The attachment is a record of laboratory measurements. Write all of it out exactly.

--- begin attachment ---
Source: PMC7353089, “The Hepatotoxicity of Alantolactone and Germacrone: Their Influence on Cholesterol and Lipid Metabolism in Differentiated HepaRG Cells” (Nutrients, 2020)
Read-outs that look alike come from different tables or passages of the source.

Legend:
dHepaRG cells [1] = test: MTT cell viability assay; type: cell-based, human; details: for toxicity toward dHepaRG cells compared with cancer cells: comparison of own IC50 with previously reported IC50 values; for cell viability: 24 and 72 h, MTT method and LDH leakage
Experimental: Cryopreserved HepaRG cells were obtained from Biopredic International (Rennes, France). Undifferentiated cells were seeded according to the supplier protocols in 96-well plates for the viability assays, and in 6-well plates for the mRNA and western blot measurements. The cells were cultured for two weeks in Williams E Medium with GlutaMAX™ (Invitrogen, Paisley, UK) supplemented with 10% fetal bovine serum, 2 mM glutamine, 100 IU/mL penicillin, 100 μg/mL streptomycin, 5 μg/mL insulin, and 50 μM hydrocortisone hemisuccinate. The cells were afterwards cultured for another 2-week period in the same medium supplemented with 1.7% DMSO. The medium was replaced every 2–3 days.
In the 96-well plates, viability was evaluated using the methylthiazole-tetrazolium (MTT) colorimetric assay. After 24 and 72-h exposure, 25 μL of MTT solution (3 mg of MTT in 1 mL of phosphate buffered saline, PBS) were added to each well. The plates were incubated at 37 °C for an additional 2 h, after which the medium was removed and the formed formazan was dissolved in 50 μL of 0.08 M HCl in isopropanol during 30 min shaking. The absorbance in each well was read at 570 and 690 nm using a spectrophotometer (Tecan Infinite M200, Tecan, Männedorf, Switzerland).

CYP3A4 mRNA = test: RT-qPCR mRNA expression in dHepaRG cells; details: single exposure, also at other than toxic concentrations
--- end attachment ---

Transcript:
Source: PMC7353089, “The Hepatotoxicity of Alantolactone and Germacrone: Their Influence on Cholesterol and Lipid Metabolism in Differentiated HepaRG Cells” (Nutrients, 2020)
Read-outs that look alike come from different tables or passages of the source.

Legend:
dHepaRG cells [1] = test: MTT cell viability assay; type: cell-based, human; details: for toxicity toward dHepaRG cells compared with cancer cells: comparison of own IC50 with previously reported IC50 values; for cell viability: 24 and 72 h, MTT method and LDH leakage
Experimental: Cryopreserved HepaRG cells were obtained from Biopredic International (Rennes, France). Undifferentiated cells were seeded according to the supplier protocols in 96-well plates for the viability assays, and in 6-well plates for the mRNA and western blot measurements. The cells were cultured for two weeks in Williams E Medium with GlutaMAX™ (Invitrogen, Paisley, UK) supplemented with 10% fetal bovine serum, 2 mM glutamine, 100 IU/mL penicillin, 100 μg/mL streptomycin, 5 μg/mL insulin, and 50 μM hydrocortisone hemisuccinate. The cells were afterwards cultured for another 2-week period in the same medium supplemented with 1.7% DMSO. The medium was replaced every 2–3 days.
In the 96-well plates, viability was evaluated using the methylthiazole-tetrazolium (MTT) colorimetric assay. After 24 and 72-h exposure, 25 μL of MTT solution (3 mg of MTT in 1 mL of phosphate buffered saline, PBS) were added to each well. The plates were incubated at 37 °C for an additional 2 h, after which the medium was removed and the formed formazan was dissolved in 50 μL of 0.08 M HCl in isopropanol during 30 min shaking. The absorbance in each well was read at 570 and 690 nm using a spectrophotometer (Tecan Infinite M200, Tecan, Männedorf, Switzerland).

CYP3A4 mRNA = test: RT-qPCR mRNA expression in dHepaRG cells; details: single exposure, also at other than toxic concentrations